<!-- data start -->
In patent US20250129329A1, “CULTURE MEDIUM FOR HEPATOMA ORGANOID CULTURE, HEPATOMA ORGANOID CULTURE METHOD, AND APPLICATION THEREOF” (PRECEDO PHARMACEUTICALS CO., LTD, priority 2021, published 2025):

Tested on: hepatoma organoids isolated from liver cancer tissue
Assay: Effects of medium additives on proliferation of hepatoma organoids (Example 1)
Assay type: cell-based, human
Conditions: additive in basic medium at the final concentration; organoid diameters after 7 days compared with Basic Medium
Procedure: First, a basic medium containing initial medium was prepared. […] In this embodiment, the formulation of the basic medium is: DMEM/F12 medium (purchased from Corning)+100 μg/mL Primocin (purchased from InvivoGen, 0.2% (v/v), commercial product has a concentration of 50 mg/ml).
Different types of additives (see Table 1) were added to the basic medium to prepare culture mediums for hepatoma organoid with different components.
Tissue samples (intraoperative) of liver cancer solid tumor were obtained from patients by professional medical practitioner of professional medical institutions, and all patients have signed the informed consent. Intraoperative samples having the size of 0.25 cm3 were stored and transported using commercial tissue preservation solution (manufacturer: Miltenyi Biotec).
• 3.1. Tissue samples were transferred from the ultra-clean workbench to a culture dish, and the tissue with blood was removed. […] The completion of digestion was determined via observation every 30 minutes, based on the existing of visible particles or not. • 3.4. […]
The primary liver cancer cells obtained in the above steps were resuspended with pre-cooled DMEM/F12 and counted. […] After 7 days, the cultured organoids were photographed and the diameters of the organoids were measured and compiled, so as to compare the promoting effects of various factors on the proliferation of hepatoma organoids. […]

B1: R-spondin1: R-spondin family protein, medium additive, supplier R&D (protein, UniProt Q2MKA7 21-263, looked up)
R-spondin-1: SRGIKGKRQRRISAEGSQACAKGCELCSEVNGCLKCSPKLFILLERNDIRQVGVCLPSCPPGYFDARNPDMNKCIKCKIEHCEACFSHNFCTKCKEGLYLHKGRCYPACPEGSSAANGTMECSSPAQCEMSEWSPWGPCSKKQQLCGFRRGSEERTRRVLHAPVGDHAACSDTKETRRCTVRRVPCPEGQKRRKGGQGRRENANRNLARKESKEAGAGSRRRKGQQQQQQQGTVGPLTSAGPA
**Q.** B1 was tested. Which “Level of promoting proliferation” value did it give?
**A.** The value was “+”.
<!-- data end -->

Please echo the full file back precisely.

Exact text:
In patent US20250129329A1, “CULTURE MEDIUM FOR HEPATOMA ORGANOID CULTURE, HEPATOMA ORGANOID CULTURE METHOD, AND APPLICATION THEREOF” (PRECEDO PHARMACEUTICALS CO., LTD, priority 2021, published 2025):

Tested on: hepatoma organoids isolated from liver cancer tissue
Assay: Effects of medium additives on proliferation of hepatoma organoids (Example 1)
Assay type: cell-based, human
Conditions: additive in basic medium at the final concentration; organoid diameters after 7 days compared with Basic Medium
Procedure: First, a basic medium containing initial medium was prepared. […] In this embodiment, the formulation of the basic medium is: DMEM/F12 medium (purchased from Corning)+100 μg/mL Primocin (purchased from InvivoGen, 0.2% (v/v), commercial product has a concentration of 50 mg/ml).
Different types of additives (see Table 1) were added to the basic medium to prepare culture mediums for hepatoma organoid with different components.
Tissue samples (intraoperative) of liver cancer solid tumor were obtained from patients by professional medical practitioner of professional medical institutions, and all patients have signed the informed consent. Intraoperative samples having the size of 0.25 cm3 were stored and transported using commercial tissue preservation solution (manufacturer: Miltenyi Biotec).
• 3.1. Tissue samples were transferred from the ultra-clean workbench to a culture dish, and the tissue with blood was removed. […] The completion of digestion was determined via observation every 30 minutes, based on the existing of visible particles or not. • 3.4. […]
The primary liver cancer cells obtained in the above steps were resuspended with pre-cooled DMEM/F12 and counted. […] After 7 days, the cultured organoids were photographed and the diameters of the organoids were measured and compiled, so as to compare the promoting effects of various factors on the proliferation of hepatoma organoids. […]

B1: R-spondin1: R-spondin family protein, medium additive, supplier R&D (protein, UniProt Q2MKA7 21-263, looked up)
R-spondin-1: SRGIKGKRQRRISAEGSQACAKGCELCSEVNGCLKCSPKLFILLERNDIRQVGVCLPSCPPGYFDARNPDMNKCIKCKIEHCEACFSHNFCTKCKEGLYLHKGRCYPACPEGSSAANGTMECSSPAQCEMSEWSPWGPCSKKQQLCGFRRGSEERTRRVLHAPVGDHAACSDTKETRRCTVRRVPCPEGQKRRKGGQGRRENANRNLARKESKEAGAGSRRRKGQQQQQQQGTVGPLTSAGPA
**Q.** B1 was tested. Which “Level of promoting proliferation” value did it give?
**A.** The value was “+”.